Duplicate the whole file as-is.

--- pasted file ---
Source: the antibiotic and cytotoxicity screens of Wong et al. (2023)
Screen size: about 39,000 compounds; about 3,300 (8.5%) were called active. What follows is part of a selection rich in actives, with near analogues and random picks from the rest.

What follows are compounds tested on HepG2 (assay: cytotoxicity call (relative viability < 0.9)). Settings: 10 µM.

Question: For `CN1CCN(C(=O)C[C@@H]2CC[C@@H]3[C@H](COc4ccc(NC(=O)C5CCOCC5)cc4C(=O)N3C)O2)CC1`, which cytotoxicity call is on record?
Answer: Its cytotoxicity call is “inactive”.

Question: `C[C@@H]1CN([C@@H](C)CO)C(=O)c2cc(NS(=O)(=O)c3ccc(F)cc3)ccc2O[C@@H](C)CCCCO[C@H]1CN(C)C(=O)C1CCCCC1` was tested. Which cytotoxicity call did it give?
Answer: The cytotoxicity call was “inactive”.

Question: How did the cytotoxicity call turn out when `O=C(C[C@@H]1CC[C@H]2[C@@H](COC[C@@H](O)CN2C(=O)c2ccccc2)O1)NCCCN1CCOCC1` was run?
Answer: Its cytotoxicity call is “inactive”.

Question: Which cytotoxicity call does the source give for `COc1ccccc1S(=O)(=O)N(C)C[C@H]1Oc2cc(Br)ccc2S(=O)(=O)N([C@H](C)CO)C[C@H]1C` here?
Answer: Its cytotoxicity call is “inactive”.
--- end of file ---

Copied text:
Source: the antibiotic and cytotoxicity screens of Wong et al. (2023)
Screen size: about 39,000 compounds; about 3,300 (8.5%) were called active. What follows is part of a selection rich in actives, with near analogues and random picks from the rest.

What follows are compounds tested on HepG2 (assay: cytotoxicity call (relative viability < 0.9)). Settings: 10 µM.

Question: For `CN1CCN(C(=O)C[C@@H]2CC[C@@H]3[C@H](COc4ccc(NC(=O)C5CCOCC5)cc4C(=O)N3C)O2)CC1`, which cytotoxicity call is on record?
Answer: Its cytotoxicity call is “inactive”.

Question: `C[C@@H]1CN([C@@H](C)CO)C(=O)c2cc(NS(=O)(=O)c3ccc(F)cc3)ccc2O[C@@H](C)CCCCO[C@H]1CN(C)C(=O)C1CCCCC1` was tested. Which cytotoxicity call did it give?
Answer: The cytotoxicity call was “inactive”.

Question: How did the cytotoxicity call turn out when `O=C(C[C@@H]1CC[C@H]2[C@@H](COC[C@@H](O)CN2C(=O)c2ccccc2)O1)NCCCN1CCOCC1` was run?
Answer: Its cytotoxicity call is “inactive”.

Question: Which cytotoxicity call does the source give for `COc1ccccc1S(=O)(=O)N(C)C[C@H]1Oc2cc(Br)ccc2S(=O)(=O)N([C@H](C)CO)C[C@H]1C` here?
Answer: Its cytotoxicity call is “inactive”.